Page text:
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Getting a job in finance with a non-finance related degree

If I said I have applied for grad jobs at companies like Goldman Sachs, Morgan Stanley or J. P. Morgan, what degree would you expect me to study? Economics? Accounting and Finance? MORSE? Or, History?

The latter happens to be correct, but it has not stopped me from applying to these big financial firms. Yes, I find maths challenging and yes, I realise I don’t have a direct link to finance with my degree, but I still wanted to apply. Why? Because I have an interest in finance and that really is all that is needed.

Each degree discipline provides different skills and the more skills available to these firms, the better

I don’t think it is common knowledge amongst humanities or arts students that these companies actually offer opportunities to these disciplines or more importantly, actively look for them. Like most businesses, they like diversity on their workforce so why would they limit their recruitment search to solely finance related degrees? Each degree discipline provides different skills and the more skills available to these firms, the better.

There is a misunderstanding by students surrounding who gets hired by banks and why. This is something that the former senior recruiter from Goldman Sachs and Blackrock, Jonathan Jones, has discussed. He acknowledges that the majority of those being hired by banks are still coming from ‘traditional’ degree backgrounds. However, he argues this is because they are who apply for the roles in the first place. Up to three quarters or more of the applicant pool for most entry level banking jobs are finance and economics students, barely 7% come from arts and humanities disciplines. There is no surprise, then, that each year’s crop of new banking hires continues to tilt so heavily towards the ‘traditional’ disciplines. Ultimately, it’s correlation, not causality.

It is important to have what Jonathan Jones has called an ‘informed interest’ if you are to succeed

It may be then that the mentality is what needs to be addressed and considered. Why are humanities and arts students not applying? Is it because they don’t want to work in finance? (Which is fair enough). Or is it, because they are concerned that they don’t stand a chance against these economic and finance students in the first place?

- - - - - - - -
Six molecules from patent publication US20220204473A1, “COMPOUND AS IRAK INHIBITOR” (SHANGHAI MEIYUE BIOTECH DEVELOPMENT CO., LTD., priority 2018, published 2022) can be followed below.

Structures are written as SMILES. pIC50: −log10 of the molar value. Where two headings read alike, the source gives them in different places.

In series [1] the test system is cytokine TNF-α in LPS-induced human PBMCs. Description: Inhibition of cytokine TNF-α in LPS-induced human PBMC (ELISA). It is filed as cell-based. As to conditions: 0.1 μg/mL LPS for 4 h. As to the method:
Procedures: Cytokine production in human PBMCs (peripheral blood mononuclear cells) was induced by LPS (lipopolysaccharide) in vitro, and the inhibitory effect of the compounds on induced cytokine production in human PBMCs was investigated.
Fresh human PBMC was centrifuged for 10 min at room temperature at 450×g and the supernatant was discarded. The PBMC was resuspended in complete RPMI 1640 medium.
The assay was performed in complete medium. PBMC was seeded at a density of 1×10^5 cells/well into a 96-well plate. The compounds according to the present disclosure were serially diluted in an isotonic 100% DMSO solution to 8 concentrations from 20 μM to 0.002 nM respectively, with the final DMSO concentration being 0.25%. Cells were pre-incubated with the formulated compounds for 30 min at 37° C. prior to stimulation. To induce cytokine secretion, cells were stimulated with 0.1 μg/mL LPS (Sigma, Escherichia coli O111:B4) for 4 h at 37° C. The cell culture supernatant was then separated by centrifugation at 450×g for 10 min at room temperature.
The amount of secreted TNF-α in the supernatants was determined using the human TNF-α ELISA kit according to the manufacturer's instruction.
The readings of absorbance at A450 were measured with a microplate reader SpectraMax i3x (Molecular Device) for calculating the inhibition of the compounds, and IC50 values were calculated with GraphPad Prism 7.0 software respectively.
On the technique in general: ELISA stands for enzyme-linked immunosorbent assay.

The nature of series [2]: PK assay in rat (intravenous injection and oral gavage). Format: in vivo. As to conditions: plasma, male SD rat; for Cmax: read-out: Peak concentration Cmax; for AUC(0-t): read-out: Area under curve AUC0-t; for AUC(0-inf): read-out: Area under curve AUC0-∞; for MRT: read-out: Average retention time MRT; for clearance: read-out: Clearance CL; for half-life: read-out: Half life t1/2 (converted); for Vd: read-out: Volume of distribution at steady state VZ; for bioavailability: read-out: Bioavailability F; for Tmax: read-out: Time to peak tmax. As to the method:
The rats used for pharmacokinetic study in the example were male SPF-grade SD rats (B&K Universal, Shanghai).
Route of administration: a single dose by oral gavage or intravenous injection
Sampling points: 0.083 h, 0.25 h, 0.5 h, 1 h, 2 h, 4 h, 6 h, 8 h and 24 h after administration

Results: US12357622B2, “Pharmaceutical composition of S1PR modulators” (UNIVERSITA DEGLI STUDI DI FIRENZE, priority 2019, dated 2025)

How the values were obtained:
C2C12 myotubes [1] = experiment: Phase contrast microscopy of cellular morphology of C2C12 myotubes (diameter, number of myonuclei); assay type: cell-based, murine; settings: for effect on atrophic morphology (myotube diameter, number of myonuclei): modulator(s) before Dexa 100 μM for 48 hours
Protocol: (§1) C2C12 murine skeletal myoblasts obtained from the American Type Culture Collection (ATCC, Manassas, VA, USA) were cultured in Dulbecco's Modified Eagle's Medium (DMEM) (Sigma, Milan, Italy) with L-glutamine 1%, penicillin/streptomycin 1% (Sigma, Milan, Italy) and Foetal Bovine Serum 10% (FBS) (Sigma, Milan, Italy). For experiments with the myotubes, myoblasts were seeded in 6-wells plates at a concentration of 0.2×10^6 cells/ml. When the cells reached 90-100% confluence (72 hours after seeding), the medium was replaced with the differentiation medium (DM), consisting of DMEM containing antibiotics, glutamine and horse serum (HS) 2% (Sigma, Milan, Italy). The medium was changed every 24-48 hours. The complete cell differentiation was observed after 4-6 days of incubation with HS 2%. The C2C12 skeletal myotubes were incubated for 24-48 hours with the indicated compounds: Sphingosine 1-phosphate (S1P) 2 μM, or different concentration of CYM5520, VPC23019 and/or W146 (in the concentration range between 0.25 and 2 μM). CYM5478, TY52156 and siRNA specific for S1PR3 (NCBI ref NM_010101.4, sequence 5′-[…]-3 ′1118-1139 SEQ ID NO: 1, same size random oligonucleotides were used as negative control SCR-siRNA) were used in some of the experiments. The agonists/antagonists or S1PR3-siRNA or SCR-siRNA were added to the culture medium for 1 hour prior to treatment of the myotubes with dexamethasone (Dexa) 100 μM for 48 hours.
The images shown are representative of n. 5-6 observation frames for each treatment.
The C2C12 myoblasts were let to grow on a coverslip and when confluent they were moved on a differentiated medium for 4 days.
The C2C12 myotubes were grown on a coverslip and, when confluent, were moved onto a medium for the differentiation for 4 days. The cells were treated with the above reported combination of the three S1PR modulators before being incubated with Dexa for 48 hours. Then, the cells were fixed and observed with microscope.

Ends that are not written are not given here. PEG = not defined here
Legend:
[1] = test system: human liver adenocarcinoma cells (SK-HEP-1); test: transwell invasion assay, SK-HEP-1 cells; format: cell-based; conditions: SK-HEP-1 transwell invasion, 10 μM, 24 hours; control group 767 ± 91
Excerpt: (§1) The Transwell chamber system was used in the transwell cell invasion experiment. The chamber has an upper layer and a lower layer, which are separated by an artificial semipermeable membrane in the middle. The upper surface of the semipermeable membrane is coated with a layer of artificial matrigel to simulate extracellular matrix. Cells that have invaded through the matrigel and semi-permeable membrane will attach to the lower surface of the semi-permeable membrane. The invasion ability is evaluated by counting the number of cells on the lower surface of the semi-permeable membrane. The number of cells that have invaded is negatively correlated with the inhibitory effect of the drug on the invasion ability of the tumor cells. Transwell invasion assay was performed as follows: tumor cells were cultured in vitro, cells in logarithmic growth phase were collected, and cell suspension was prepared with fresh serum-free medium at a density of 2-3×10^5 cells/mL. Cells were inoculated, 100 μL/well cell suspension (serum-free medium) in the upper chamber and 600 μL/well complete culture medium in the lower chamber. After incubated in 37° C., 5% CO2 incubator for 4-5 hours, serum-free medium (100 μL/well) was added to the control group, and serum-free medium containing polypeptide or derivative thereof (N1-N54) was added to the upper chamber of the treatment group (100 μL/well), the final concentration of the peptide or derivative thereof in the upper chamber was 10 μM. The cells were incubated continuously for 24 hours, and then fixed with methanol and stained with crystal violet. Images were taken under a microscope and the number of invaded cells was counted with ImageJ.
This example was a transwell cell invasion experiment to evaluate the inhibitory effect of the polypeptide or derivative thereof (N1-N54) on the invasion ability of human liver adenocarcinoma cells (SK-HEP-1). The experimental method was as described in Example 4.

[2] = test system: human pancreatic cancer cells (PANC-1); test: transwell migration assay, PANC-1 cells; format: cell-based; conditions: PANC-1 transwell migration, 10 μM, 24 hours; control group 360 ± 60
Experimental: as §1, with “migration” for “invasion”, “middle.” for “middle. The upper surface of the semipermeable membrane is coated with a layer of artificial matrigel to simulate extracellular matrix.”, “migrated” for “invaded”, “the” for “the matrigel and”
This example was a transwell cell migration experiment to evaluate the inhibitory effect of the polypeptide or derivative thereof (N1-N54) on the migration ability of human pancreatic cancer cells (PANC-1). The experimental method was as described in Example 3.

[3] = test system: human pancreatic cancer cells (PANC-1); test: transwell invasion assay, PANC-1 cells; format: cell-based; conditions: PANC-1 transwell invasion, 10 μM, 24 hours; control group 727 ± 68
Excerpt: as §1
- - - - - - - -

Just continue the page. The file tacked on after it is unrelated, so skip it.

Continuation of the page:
I believe it probably lands somewhere in the middle of these two. I know a lot of people that chose a non-related finance degree because they knew they never wanted to get into it. However, I also know that a few of my degree friends are put off by their lack of knowledge in the field. But, this shouldn’t be the case because recruiters are not hiring based on knowledge. No one leaving university is going to know how to do the job, no matter what degree they studied! Therefore, humanities and arts students should see themselves on a level playing field.

However, it is important to have what Jonathan Jones has called an ‘informed interest’ if you are to succeed. What does this mean exactly? Well, my articles for the finance section of the Boar are an example of this. Employers are looking for people who have an interest in finance, not necessarily an advanced knowledge on the subject. Therefore, doing things like independent reading, applying for spring weeks in first year or going to finance society or company events will get you noticed, regardless of you degree. Recruiters (unless explicitly said) don’t require you to study a particular subject but an interest is still important for success.

Remember that many of these companies also offer opportunities in HR, Marketing and Communications, PR, Operations, Services and so many more! You don’t even have to work in finance at these banks because there are so many jobs outside of their main operations. These banks are such a good place to start your career in any area so why not have a look and see what other opportunities they offer.

So, if you’re studying a subject that you assume won’t make you a candidate for a banking or investing career, think again. The door really seems to be wide open, so what are you waiting for? It’s time to give those economics and finance students a run for their money.

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